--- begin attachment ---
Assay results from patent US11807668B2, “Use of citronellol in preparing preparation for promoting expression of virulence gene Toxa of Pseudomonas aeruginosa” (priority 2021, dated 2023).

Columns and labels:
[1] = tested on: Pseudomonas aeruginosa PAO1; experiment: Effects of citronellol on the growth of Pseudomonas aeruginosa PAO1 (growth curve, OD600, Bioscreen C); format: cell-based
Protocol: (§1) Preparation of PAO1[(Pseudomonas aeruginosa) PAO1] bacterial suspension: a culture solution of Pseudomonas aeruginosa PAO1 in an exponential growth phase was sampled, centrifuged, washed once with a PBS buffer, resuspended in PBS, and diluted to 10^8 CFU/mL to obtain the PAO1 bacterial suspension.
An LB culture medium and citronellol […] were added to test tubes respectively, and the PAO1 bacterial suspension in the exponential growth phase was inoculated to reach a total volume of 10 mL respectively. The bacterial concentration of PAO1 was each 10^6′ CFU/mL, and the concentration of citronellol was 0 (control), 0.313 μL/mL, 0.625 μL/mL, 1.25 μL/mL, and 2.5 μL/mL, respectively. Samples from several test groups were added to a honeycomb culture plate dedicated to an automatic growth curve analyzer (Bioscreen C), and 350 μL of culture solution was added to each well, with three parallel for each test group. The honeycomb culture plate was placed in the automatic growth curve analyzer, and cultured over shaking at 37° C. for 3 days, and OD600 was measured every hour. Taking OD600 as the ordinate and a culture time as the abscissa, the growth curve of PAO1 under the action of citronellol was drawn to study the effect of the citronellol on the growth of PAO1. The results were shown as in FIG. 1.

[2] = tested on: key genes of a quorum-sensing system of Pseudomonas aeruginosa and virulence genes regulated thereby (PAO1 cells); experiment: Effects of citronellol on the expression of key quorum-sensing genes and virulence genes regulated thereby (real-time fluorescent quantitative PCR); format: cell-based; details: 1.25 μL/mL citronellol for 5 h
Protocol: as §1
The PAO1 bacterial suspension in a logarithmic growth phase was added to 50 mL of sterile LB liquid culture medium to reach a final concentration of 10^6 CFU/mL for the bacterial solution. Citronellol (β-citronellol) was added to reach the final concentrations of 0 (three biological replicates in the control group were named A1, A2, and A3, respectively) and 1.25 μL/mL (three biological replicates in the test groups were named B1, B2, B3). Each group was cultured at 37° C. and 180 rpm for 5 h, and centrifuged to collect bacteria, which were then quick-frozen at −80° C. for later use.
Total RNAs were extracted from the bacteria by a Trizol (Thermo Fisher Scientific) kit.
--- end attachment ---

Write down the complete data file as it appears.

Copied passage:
Assay results from patent US11807668B2, “Use of citronellol in preparing preparation for promoting expression of virulence gene Toxa of Pseudomonas aeruginosa” (priority 2021, dated 2023).

Columns and labels:
[1] = tested on: Pseudomonas aeruginosa PAO1; experiment: Effects of citronellol on the growth of Pseudomonas aeruginosa PAO1 (growth curve, OD600, Bioscreen C); format: cell-based
Protocol: (§1) Preparation of PAO1[(Pseudomonas aeruginosa) PAO1] bacterial suspension: a culture solution of Pseudomonas aeruginosa PAO1 in an exponential growth phase was sampled, centrifuged, washed once with a PBS buffer, resuspended in PBS, and diluted to 10^8 CFU/mL to obtain the PAO1 bacterial suspension.
An LB culture medium and citronellol […] were added to test tubes respectively, and the PAO1 bacterial suspension in the exponential growth phase was inoculated to reach a total volume of 10 mL respectively. The bacterial concentration of PAO1 was each 10^6′ CFU/mL, and the concentration of citronellol was 0 (control), 0.313 μL/mL, 0.625 μL/mL, 1.25 μL/mL, and 2.5 μL/mL, respectively. Samples from several test groups were added to a honeycomb culture plate dedicated to an automatic growth curve analyzer (Bioscreen C), and 350 μL of culture solution was added to each well, with three parallel for each test group. The honeycomb culture plate was placed in the automatic growth curve analyzer, and cultured over shaking at 37° C. for 3 days, and OD600 was measured every hour. Taking OD600 as the ordinate and a culture time as the abscissa, the growth curve of PAO1 under the action of citronellol was drawn to study the effect of the citronellol on the growth of PAO1. The results were shown as in FIG. 1.

[2] = tested on: key genes of a quorum-sensing system of Pseudomonas aeruginosa and virulence genes regulated thereby (PAO1 cells); experiment: Effects of citronellol on the expression of key quorum-sensing genes and virulence genes regulated thereby (real-time fluorescent quantitative PCR); format: cell-based; details: 1.25 μL/mL citronellol for 5 h
Protocol: as §1
The PAO1 bacterial suspension in a logarithmic growth phase was added to 50 mL of sterile LB liquid culture medium to reach a final concentration of 10^6 CFU/mL for the bacterial solution. Citronellol (β-citronellol) was added to reach the final concentrations of 0 (three biological replicates in the control group were named A1, A2, and A3, respectively) and 1.25 μL/mL (three biological replicates in the test groups were named B1, B2, B3). Each group was cultured at 37° C. and 180 rpm for 5 h, and centrifuged to collect bacteria, which were then quick-frozen at −80° C. for later use.
Total RNAs were extracted from the bacteria by a Trizol (Thermo Fisher Scientific) kit.